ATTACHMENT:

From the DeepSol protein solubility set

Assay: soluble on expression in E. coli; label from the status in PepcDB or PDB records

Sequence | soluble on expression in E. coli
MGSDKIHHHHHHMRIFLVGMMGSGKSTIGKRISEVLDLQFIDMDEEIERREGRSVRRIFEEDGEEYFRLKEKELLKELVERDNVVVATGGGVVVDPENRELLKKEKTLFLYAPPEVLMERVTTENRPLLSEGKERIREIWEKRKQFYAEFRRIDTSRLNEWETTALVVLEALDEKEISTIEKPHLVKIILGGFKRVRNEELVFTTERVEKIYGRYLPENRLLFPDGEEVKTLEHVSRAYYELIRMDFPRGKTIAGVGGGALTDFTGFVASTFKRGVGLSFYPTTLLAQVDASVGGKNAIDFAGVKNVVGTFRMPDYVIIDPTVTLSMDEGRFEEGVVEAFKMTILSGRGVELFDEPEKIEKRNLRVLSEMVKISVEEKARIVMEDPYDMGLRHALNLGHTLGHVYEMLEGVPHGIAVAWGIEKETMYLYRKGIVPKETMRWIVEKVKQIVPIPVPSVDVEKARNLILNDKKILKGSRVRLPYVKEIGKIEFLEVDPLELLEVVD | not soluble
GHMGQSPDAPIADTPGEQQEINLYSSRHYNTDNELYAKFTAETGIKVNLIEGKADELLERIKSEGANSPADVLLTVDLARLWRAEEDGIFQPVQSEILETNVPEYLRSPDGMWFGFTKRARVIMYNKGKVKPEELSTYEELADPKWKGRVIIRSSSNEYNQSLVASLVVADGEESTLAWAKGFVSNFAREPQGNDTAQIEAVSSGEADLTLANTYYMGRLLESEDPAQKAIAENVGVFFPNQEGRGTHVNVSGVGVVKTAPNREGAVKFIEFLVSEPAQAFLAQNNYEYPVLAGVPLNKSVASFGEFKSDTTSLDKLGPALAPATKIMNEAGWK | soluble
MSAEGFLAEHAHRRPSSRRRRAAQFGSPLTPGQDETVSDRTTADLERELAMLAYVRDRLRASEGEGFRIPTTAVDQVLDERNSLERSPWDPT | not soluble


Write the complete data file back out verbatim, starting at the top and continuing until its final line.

From the DeepSol protein solubility set

Assay: soluble on expression in E. coli; label from the status in PepcDB or PDB records

Sequence | soluble on expression in E. coli
MGSDKIHHHHHHMRIFLVGMMGSGKSTIGKRISEVLDLQFIDMDEEIERREGRSVRRIFEEDGEEYFRLKEKELLKELVERDNVVVATGGGVVVDPENRELLKKEKTLFLYAPPEVLMERVTTENRPLLSEGKERIREIWEKRKQFYAEFRRIDTSRLNEWETTALVVLEALDEKEISTIEKPHLVKIILGGFKRVRNEELVFTTERVEKIYGRYLPENRLLFPDGEEVKTLEHVSRAYYELIRMDFPRGKTIAGVGGGALTDFTGFVASTFKRGVGLSFYPTTLLAQVDASVGGKNAIDFAGVKNVVGTFRMPDYVIIDPTVTLSMDEGRFEEGVVEAFKMTILSGRGVELFDEPEKIEKRNLRVLSEMVKISVEEKARIVMEDPYDMGLRHALNLGHTLGHVYEMLEGVPHGIAVAWGIEKETMYLYRKGIVPKETMRWIVEKVKQIVPIPVPSVDVEKARNLILNDKKILKGSRVRLPYVKEIGKIEFLEVDPLELLEVVD | not soluble
GHMGQSPDAPIADTPGEQQEINLYSSRHYNTDNELYAKFTAETGIKVNLIEGKADELLERIKSEGANSPADVLLTVDLARLWRAEEDGIFQPVQSEILETNVPEYLRSPDGMWFGFTKRARVIMYNKGKVKPEELSTYEELADPKWKGRVIIRSSSNEYNQSLVASLVVADGEESTLAWAKGFVSNFAREPQGNDTAQIEAVSSGEADLTLANTYYMGRLLESEDPAQKAIAENVGVFFPNQEGRGTHVNVSGVGVVKTAPNREGAVKFIEFLVSEPAQAFLAQNNYEYPVLAGVPLNKSVASFGEFKSDTTSLDKLGPALAPATKIMNEAGWK | soluble
MSAEGFLAEHAHRRPSSRRRRAAQFGSPLTPGQDETVSDRTTADLERELAMLAYVRDRLRASEGEGFRIPTTAVDQVLDERNSLERSPWDPT | not soluble